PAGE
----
Across the Middle East, banking and payment preferences are changing at an unprecedented pace. CIOs and other technology executives need to keep up with these trends, as fintech (financial technology) and various forms of digital payment services are opening up opportunities for businesses to innovate, expand operations and enter new markets.
A record 95% of consumers in the Middle East will consider using technology like contactless, biometric, or QR payments within the next year, according to the Mastercard New Payments Index global survey.
“As the demand for emerging payments and choice continues, it requires a wider range of payment solutions, insights, and products to meet the accelerating enthusiasm for the future state of play,” says Pankaj Asthaana, vice president of digital payments at Mastercard Middle East. “With huge investments in 5G, the advancement of real-time payment infrastructure, and growing smart city amenities in several GCC [Gulf Cooperation Council] countries, there is enormous scope for new open finance mechanisms and the wider adoption of new payment methods.”
Research indicates that this shift will be permanent. Ninety percent of payment practitioners interviewed in McKinsey’s “The Future of Payments in the Middle East” survey predict that at least half of consumers enjoy the safety, convenience, and added value of digital payments so much that they will not revert to cash again in the future.
Twenty-five percent of Middle Eastern and North African (MENA) investment deals belonged to the fintech sector in 2021, thanks to business-friendly regulations in the GCC. Market Data Forecast found that Middle East investment in fintech is expected to soar to US$3.45 billion in the next five years.
Fintech offers rewards to enterprises
Generally speaking, fintech is essentially technology, including new software applications, that is applied to financial services or the management of transaction operations within businesses. Companies from all industries can reap the benefits: offering more services to customers at a fraction of their previous cost, creating new customer segments and revenue streams by adopting in-demand digital payment methods, and connecting specific products to customers through data-rich digital wallets. Fintech makes it easier for entrepreneurs to establish businesses, make cross-border payments, and get the funding they need to scale up. Adopting fintech solutions is a must for business leaders who want to gain a competitive edge.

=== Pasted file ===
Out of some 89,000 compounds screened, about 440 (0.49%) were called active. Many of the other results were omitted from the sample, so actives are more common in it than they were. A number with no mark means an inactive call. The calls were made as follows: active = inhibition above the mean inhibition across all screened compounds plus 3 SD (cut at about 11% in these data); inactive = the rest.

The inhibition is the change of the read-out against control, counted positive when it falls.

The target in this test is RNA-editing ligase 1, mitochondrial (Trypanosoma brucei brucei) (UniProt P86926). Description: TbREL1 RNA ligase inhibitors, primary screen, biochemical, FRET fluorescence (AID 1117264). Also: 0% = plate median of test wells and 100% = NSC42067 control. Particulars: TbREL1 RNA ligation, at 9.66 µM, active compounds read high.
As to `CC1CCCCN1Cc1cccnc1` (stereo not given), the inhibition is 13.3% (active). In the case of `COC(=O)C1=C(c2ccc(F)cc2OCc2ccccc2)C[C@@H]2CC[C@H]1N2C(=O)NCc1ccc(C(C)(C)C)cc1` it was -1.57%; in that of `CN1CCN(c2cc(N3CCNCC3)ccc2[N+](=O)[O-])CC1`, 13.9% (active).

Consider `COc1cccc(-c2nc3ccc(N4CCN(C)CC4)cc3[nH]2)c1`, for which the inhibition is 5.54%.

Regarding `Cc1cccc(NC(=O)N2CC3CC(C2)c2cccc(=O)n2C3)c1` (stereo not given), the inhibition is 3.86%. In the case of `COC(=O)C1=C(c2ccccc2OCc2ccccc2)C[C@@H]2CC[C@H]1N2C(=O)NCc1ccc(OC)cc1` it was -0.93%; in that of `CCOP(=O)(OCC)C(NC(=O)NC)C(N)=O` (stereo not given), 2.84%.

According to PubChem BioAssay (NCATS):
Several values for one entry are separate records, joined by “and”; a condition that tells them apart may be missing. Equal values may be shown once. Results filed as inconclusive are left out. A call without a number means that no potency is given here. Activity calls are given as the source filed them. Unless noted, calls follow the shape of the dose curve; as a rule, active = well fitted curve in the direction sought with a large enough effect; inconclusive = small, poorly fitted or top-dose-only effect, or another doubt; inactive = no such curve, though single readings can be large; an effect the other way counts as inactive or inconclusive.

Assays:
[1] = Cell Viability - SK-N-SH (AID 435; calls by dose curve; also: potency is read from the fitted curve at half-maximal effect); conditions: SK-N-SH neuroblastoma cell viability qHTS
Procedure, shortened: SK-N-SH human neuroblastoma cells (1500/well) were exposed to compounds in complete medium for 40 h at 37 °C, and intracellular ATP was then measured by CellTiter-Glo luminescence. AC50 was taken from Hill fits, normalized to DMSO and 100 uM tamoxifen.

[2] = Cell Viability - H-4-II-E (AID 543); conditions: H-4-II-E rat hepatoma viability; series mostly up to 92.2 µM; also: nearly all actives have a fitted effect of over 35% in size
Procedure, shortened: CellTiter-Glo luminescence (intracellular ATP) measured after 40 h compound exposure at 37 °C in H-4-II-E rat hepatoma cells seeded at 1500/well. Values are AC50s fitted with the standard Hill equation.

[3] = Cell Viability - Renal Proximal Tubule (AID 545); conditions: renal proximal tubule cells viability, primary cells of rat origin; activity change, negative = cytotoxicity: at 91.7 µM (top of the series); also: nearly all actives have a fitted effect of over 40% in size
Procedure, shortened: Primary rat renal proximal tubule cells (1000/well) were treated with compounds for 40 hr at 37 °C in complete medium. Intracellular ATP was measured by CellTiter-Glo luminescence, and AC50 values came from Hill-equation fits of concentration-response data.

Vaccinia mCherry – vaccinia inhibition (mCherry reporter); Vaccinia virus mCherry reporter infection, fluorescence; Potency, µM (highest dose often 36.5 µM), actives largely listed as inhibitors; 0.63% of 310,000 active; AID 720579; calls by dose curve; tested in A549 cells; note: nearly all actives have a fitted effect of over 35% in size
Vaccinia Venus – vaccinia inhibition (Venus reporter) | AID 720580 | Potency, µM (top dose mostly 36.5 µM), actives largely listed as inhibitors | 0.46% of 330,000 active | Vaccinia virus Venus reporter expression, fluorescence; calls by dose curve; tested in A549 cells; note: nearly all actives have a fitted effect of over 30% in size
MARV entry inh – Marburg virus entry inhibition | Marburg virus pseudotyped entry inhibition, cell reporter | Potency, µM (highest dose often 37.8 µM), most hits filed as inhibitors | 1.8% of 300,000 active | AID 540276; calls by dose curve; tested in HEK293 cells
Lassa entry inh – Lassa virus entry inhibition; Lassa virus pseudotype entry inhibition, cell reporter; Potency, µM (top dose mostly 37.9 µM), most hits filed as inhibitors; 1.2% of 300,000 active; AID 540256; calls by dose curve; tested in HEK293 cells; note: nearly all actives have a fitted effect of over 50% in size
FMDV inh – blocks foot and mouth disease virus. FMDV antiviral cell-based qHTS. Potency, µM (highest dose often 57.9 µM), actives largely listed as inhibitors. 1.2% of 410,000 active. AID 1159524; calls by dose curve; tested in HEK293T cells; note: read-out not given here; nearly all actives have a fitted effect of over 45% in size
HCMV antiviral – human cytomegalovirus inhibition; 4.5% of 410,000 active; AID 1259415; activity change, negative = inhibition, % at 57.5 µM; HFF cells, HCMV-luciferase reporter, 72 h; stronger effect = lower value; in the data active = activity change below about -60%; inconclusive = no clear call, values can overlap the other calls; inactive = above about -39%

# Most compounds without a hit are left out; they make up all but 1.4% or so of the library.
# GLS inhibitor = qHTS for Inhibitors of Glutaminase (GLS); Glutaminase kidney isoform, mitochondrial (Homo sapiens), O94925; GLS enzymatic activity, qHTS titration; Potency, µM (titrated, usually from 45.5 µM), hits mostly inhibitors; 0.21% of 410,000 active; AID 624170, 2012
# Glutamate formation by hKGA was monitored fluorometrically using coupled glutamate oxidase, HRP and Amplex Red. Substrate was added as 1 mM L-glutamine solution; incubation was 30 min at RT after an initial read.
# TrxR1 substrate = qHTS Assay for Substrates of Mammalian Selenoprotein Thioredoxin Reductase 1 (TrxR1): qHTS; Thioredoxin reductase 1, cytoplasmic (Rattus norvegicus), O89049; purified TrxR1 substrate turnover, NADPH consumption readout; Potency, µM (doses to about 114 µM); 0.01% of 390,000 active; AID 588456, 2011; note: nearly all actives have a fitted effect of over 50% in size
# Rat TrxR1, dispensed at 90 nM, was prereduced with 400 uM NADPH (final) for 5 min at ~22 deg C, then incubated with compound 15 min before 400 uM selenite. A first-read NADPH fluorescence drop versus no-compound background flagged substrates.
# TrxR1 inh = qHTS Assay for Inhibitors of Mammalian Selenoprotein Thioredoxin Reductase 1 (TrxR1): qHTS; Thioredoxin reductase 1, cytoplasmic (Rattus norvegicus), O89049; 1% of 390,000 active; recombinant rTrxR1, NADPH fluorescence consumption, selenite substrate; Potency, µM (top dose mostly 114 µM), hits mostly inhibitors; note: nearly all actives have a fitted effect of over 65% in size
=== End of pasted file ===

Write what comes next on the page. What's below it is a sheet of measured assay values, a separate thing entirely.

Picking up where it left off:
“The future of finance is increased collaboration between humans and machines. As technology reaches every aspect of the customer journey, banks, fintech, and other financial institutions have a lot of room to collaborate to provide better customer experiences, innovate new products, increase operational efficiency, and reduce cost through automation, data intelligence, API monetization, and ecosystem partnership,” says Sashi Mundhra, head of Financial Insights and Future of Industries at IDC Middle East. “Many fintechs and banks are already identifying joint revenue and growth opportunities in the MENA region.”
Some examples are a partnership between the Emirates Development Bank and UAE-based fintech company YAP to create a business banking app for SMEs that was launched in September 2021, and a partnership between Visa and The Entertainer Business that created a new rewards app for premium cardholders. This year, Saudi Telecom Company’s STC Pay mobile wallet teamed up with French tech company Thales to introduce contactless cards, mirroring the country’s Vision 2030 goal to make 70% of transactions cashless.
Here below are some of the top payment and banking trends in the MENA region this year.
Digital wallets benefit customers, businesses
A 2021 McKinsey study found that 60% of Middle Eastern payment practitioners expect digital wallets to become the most preferred mode of payment in the next five years. Broadly speaking, digital wallets are electronic payment systems, usually comprising apps that can be downloaded on computers or mobiles devices, that allow the user to store funds and make purchases. Digital and mobile wallets offer drastically reduced waiting and payment times, easy access to receipts, and a more streamlined shopping experience both in-store and online.
“With so many payment options and touchpoints available, it is quite natural to make one ready for all kinds of possible payment methods,” Mundhra says. “However, the focus should be on payments methods that are most rewarding, convenient to use, and hassle-free — for both customers and merchants. In the MENA region, mobile wallets are one of the most prominent payment methods because of the ease of use and reward differentiation they bring to the table compared to traditional card-based or contactless card payments.”
Customers aren’t the only ones benefiting from the rise of digital wallets: Businesses should utilise data sets from digital wallets to engage customers in new ways.